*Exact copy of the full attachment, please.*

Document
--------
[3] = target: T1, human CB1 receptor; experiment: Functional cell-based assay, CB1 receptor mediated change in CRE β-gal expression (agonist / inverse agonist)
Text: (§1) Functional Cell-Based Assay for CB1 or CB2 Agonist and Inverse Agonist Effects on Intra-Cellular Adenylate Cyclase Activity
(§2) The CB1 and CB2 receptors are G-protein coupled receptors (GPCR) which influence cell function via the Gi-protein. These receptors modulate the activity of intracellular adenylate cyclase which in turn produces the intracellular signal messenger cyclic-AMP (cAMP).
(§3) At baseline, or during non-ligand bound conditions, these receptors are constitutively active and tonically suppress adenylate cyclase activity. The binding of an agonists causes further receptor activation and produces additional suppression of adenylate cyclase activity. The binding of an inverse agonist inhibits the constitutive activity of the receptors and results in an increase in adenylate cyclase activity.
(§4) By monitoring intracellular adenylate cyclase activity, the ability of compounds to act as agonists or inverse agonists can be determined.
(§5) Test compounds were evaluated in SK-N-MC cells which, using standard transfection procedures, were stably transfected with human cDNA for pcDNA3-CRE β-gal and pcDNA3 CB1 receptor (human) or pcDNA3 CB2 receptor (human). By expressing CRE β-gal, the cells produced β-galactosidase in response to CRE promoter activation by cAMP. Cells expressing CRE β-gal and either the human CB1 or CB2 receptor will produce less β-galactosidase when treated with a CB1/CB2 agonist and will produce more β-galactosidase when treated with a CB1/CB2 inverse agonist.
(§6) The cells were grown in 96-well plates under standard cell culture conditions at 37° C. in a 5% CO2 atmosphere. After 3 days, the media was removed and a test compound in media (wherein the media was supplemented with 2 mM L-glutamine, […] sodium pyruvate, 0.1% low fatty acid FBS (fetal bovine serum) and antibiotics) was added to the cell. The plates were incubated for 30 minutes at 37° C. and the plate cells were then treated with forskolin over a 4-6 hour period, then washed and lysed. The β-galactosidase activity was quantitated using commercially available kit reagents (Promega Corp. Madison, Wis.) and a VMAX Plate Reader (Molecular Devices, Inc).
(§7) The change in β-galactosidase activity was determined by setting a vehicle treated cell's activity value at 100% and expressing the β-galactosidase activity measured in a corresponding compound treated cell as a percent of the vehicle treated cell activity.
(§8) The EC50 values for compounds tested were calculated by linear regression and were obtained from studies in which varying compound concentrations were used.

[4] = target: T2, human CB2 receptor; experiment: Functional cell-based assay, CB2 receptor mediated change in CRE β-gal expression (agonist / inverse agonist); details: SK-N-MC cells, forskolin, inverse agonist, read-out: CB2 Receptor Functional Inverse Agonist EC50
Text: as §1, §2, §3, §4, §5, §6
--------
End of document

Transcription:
[3] = target: T1, human CB1 receptor; experiment: Functional cell-based assay, CB1 receptor mediated change in CRE β-gal expression (agonist / inverse agonist)
Text: (§1) Functional Cell-Based Assay for CB1 or CB2 Agonist and Inverse Agonist Effects on Intra-Cellular Adenylate Cyclase Activity
(§2) The CB1 and CB2 receptors are G-protein coupled receptors (GPCR) which influence cell function via the Gi-protein. These receptors modulate the activity of intracellular adenylate cyclase which in turn produces the intracellular signal messenger cyclic-AMP (cAMP).
(§3) At baseline, or during non-ligand bound conditions, these receptors are constitutively active and tonically suppress adenylate cyclase activity. The binding of an agonists causes further receptor activation and produces additional suppression of adenylate cyclase activity. The binding of an inverse agonist inhibits the constitutive activity of the receptors and results in an increase in adenylate cyclase activity.
(§4) By monitoring intracellular adenylate cyclase activity, the ability of compounds to act as agonists or inverse agonists can be determined.
(§5) Test compounds were evaluated in SK-N-MC cells which, using standard transfection procedures, were stably transfected with human cDNA for pcDNA3-CRE β-gal and pcDNA3 CB1 receptor (human) or pcDNA3 CB2 receptor (human). By expressing CRE β-gal, the cells produced β-galactosidase in response to CRE promoter activation by cAMP. Cells expressing CRE β-gal and either the human CB1 or CB2 receptor will produce less β-galactosidase when treated with a CB1/CB2 agonist and will produce more β-galactosidase when treated with a CB1/CB2 inverse agonist.
(§6) The cells were grown in 96-well plates under standard cell culture conditions at 37° C. in a 5% CO2 atmosphere. After 3 days, the media was removed and a test compound in media (wherein the media was supplemented with 2 mM L-glutamine, […] sodium pyruvate, 0.1% low fatty acid FBS (fetal bovine serum) and antibiotics) was added to the cell. The plates were incubated for 30 minutes at 37° C. and the plate cells were then treated with forskolin over a 4-6 hour period, then washed and lysed. The β-galactosidase activity was quantitated using commercially available kit reagents (Promega Corp. Madison, Wis.) and a VMAX Plate Reader (Molecular Devices, Inc).
(§7) The change in β-galactosidase activity was determined by setting a vehicle treated cell's activity value at 100% and expressing the β-galactosidase activity measured in a corresponding compound treated cell as a percent of the vehicle treated cell activity.
(§8) The EC50 values for compounds tested were calculated by linear regression and were obtained from studies in which varying compound concentrations were used.

[4] = target: T2, human CB2 receptor; experiment: Functional cell-based assay, CB2 receptor mediated change in CRE β-gal expression (agonist / inverse agonist); details: SK-N-MC cells, forskolin, inverse agonist, read-out: CB2 Receptor Functional Inverse Agonist EC50
Text: as §1, §2, §3, §4, §5, §6